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You’ve got a bus surrounded. Hostages are being held inside, behind doors locked tight. Negotiations with the hostage-taker are going nowhere. This is a high-pressure situation, absolutely. But the only way to tilt the odds in your favour now is to breach that vehicle—and to do that is going to require speed, efficiency, and precision. Here, timing is everything, just as it is in any mission deemed critical. It will as in those other missions spell the difference between success and failure, between lives saved and threats neutralised.

In this blog post:


In this blog, we will explore the intricacies of dynamic entry into locked buses and the challenging complexities associated with this high-stakes manoeuvre. As well, we will focus on task force-approved recommendations for choosing the best tools and tactics to help you successfully accomplish the mission.

Most Frequently Used Breaching Methods

There are four widely employed approaches to getting inside a locked bus. Each has its advantages and disadvantages.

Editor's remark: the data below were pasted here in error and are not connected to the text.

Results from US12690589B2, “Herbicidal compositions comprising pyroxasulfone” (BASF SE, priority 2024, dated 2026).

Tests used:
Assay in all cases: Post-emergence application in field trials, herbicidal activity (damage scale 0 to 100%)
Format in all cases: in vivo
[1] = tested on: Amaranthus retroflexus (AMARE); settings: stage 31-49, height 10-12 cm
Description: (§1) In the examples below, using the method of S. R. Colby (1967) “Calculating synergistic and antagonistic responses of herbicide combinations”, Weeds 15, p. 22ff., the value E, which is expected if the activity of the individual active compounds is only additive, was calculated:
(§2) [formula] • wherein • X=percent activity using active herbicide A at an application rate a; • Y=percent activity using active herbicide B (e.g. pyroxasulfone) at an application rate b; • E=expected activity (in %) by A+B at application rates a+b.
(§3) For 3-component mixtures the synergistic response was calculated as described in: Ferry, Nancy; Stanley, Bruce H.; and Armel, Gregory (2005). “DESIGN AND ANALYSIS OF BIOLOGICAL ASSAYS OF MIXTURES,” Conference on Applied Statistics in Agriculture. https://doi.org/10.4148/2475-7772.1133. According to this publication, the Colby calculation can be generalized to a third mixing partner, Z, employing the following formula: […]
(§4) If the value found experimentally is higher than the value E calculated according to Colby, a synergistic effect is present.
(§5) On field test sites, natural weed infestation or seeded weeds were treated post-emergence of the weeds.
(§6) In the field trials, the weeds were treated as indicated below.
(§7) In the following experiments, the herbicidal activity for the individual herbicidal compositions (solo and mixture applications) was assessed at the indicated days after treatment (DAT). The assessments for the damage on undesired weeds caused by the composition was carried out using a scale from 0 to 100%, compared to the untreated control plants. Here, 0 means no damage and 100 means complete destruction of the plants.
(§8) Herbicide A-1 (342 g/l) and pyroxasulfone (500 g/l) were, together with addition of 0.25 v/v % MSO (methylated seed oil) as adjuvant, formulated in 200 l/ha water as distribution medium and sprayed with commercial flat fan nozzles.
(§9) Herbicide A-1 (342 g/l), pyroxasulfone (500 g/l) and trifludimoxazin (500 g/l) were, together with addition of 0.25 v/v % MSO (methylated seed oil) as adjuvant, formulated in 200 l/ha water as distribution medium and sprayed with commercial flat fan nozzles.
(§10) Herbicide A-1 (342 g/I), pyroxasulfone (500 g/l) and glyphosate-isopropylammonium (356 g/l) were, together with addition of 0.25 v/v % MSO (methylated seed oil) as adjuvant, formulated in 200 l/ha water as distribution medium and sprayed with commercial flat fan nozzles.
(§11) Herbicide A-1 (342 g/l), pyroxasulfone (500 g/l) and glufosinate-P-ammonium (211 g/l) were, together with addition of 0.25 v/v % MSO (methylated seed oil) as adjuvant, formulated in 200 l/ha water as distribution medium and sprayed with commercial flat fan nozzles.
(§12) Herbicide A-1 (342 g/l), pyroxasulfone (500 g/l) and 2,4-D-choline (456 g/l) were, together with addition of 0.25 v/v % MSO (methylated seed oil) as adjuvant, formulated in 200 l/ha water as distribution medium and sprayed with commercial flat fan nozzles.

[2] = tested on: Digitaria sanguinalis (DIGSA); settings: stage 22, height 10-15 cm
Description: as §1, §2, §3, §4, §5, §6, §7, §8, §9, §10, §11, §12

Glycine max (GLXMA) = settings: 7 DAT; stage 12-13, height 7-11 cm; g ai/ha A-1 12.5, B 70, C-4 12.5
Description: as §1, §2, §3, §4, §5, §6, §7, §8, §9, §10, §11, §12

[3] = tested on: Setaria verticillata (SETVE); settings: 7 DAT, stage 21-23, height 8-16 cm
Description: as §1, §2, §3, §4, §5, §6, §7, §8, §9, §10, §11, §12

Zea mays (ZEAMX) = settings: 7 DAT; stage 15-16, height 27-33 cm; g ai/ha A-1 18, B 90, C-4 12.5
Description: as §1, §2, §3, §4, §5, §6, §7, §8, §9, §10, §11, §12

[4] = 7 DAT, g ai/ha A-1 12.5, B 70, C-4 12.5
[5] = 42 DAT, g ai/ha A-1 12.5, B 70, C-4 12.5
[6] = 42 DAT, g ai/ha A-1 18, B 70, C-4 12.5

They are:

  • Parallel Approach with Breaching Ramp
  • Parallel Approach with Trestle
  • Direct (or Perpendicular) Approach with Breaching Ramp
  • Direct Approach with Trestle

We’ll consider them, one by one. At the end, we’ll wrap up this discussion by telling you which of the four we believe should be the go-to choice (unless the unique factors of the situation indicate another of the four options would serve you better).

Let’s review them.

Most Frequently Used Breaching Methods

‘Parallel Approach with Breaching Ramp’

Imagine a gambit in which the glass of the bus’s inward-swinging pneumatically operated glass door is shattered and then multiple personnel rush in like a well-choreographed symphony. That pretty much describes the Parallel Approach with Breaching Ramp. This method facilitates lightning-fast setup and equally swift penetration.